Foreclosure Defense

The following is a list of possible defenses a homeowner may have if a foreclosure action is filed against him or her:

  • Lost note
  • Lost payments
  • Truth In Lending Act violations
  • Failure to accelerate the loan
  • Rescission
  • Violations of FHA insured loan requirements
  • Accepting payments after foreclosure
  • Fraud and collusion
  • Improper notice or service
  • Failure to attach the note and mortgage to the complaint


Bankruptcy & Foreclosure

Chapter 13 Bankruptcy

A Chapter 13 bankruptcy allows an individual with regular income to develop a plan to repay all or part of their debts. The individual proposes a repayment plan to make installment payments to creditors over a period of 3 to 5 years. During the plan time, creditors are forbidden from starting or continuing collection efforts.

Chapter 13 bankruptcy has the advantage of offering homeowners the opportunity to save their homes from foreclosure. When an individual files a Chapter 13 bankruptcy, it allows the individual to stop foreclosure proceedings and cure delinquent mortgage payments over time. The individual is still responsible for making all mortgage payments due during the Chapter 13 plan on time.

While under Chapter 13 protection, the individual has no direct contact with the creditors. Chapter 13 acts like a consolidation loan in which the individual makes payments under the plan to a Chapter 13 trustee who distributes payments to the creditors. In order for the Chapter 13 plan to work and provide protection to the individual, the payments under the plan must be made.

Mortgage Forgiveness Debt Relief Act of 2007

The Mortgage Forgiveness Debt Relief Act of 2007 allows the exclusion of income resulting from the modification of the terms of your mortgage or from the foreclosure on your principal residence. Prior to the Act, debt that was forgiven by your lender or cancelled by your lender had to be included as income on your tax return and was taxable. The Act made it so such income is no longer taxable.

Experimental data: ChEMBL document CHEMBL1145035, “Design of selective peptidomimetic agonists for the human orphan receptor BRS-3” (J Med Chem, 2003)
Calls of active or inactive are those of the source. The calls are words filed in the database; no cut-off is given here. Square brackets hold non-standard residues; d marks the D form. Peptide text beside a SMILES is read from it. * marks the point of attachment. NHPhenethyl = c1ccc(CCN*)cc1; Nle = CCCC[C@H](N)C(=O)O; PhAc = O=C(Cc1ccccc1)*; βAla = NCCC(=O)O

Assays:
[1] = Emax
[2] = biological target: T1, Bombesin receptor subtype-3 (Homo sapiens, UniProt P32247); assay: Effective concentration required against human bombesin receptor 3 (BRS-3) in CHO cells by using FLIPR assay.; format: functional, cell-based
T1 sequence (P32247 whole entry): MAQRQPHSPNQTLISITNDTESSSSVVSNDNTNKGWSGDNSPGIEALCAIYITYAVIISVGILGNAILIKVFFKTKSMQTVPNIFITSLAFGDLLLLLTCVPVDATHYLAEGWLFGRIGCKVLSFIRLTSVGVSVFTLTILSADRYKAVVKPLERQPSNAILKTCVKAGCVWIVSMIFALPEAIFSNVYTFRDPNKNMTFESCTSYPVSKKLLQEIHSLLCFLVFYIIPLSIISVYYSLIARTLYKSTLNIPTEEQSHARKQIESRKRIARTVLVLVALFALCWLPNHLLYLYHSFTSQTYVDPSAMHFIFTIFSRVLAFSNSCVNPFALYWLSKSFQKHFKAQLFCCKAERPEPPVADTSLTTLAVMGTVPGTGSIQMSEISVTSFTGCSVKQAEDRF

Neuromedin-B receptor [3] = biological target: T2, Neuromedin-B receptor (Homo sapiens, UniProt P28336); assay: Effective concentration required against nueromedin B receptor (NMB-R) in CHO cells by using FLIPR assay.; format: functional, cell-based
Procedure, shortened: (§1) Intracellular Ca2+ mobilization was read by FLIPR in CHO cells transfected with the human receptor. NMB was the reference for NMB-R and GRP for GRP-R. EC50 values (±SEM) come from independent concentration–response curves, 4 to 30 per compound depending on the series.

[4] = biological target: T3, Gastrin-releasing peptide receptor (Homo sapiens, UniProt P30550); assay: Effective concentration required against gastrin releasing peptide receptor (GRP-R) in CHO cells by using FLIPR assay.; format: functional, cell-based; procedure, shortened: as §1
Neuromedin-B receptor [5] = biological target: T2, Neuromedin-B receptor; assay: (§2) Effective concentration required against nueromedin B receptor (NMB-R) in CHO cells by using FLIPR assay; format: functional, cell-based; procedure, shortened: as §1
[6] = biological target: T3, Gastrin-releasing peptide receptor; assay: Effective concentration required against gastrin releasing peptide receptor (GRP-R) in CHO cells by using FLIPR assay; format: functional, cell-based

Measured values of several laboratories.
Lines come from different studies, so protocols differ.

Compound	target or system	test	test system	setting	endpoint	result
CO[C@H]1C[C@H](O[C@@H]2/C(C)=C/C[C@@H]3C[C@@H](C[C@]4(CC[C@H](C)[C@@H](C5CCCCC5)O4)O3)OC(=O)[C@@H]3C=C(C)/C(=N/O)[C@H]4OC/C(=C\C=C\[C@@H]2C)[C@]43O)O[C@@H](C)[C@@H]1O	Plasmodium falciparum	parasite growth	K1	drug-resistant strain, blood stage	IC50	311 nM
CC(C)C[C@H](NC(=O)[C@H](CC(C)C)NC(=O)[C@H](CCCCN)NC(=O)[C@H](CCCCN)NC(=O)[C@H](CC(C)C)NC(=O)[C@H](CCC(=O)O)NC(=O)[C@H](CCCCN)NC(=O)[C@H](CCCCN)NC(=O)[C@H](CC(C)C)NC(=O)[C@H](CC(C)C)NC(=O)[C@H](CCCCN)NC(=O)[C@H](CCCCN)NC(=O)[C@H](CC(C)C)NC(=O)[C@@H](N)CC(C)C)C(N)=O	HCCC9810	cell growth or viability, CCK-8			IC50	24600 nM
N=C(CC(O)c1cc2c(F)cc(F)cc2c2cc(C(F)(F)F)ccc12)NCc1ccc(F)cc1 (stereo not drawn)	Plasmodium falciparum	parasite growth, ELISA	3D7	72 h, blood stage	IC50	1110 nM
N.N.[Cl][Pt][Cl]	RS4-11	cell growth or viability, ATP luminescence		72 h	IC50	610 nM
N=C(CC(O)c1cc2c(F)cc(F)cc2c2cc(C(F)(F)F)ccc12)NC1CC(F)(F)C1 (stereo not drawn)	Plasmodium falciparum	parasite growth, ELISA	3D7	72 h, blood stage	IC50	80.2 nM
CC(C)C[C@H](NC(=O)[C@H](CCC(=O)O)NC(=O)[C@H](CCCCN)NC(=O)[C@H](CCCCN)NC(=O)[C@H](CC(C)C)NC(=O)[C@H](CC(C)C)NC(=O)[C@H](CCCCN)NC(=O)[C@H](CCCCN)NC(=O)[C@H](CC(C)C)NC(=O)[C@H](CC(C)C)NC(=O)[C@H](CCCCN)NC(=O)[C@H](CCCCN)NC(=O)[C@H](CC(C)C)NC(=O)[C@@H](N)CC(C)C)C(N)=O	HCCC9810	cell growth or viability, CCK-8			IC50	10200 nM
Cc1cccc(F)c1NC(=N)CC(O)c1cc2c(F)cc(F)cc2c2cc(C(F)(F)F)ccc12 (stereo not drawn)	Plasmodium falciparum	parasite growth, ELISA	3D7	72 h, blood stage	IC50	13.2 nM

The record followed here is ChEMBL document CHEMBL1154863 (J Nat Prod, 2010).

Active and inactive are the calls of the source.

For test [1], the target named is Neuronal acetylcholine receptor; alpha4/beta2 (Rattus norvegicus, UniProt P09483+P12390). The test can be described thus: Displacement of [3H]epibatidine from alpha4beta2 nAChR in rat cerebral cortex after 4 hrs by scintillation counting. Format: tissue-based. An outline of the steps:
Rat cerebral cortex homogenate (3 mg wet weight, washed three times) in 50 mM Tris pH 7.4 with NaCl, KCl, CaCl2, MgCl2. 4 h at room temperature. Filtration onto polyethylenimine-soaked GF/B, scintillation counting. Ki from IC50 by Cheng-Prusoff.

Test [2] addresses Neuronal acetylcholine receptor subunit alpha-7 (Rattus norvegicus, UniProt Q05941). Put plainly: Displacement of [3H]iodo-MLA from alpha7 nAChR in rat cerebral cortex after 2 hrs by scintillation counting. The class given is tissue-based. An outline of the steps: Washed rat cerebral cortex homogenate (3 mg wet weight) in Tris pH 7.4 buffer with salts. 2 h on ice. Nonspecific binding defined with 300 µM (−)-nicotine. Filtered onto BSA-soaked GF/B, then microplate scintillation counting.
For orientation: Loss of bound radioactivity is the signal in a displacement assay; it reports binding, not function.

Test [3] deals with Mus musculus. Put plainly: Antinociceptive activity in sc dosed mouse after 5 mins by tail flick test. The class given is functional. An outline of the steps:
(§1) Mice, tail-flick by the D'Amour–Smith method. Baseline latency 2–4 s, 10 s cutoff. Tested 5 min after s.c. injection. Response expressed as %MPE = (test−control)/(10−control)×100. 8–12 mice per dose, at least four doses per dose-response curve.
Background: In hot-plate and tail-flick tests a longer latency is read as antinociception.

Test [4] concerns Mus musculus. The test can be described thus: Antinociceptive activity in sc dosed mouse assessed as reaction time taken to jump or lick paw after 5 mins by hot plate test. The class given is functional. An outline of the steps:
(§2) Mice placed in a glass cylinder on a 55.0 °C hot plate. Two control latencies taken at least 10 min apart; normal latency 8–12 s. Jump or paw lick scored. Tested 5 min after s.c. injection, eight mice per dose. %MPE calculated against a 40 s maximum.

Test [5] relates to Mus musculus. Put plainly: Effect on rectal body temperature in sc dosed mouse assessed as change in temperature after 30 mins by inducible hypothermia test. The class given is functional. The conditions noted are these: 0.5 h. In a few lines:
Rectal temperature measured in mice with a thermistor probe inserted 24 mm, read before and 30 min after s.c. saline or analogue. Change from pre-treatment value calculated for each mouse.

The Mortgage Forgiveness Debt Relief Act of 2007 applies to debt forgiven or cancelled by the lender on your primary residence that occurred or will occur between 2007 and 2012. The amount of debt forgiven has to be reported on your tax return, but does not count as taxable income. The limit on the amount that can be excluded from income is $2 million, or $1 million if married and filing separately for the tax year.

The debt forgiveness that can be excluded from taxable income includes only cancelled or forgiven debt used to buy, build, or improve your principal residence, or refinance debt incurred for those purposes.

The U.S. Department of Treasury has developed the Making Home Affordable program to help homeowners who are facing or trying to prevent foreclosure.

Foreclosure Attorneys

Questions about foreclosure? It may be answered in our frequently asked questions about foreclosure section. If you need more information, call our offices at 800-648-4941.

If you have defaulted on your mortgage, your mortgage lender has filed a foreclosure action, or will likely file a foreclosure action against you, it is important that you meet with an attorney to discuss all your available options. At the Coye Law Firm, our experienced mortgage lawyer team will be able to look at your individual circumstances and discuss a strategy to keep you in your home. The Coye Law Firm's foreclosure attorneys are ready to help struggling homeowners throughout Florida.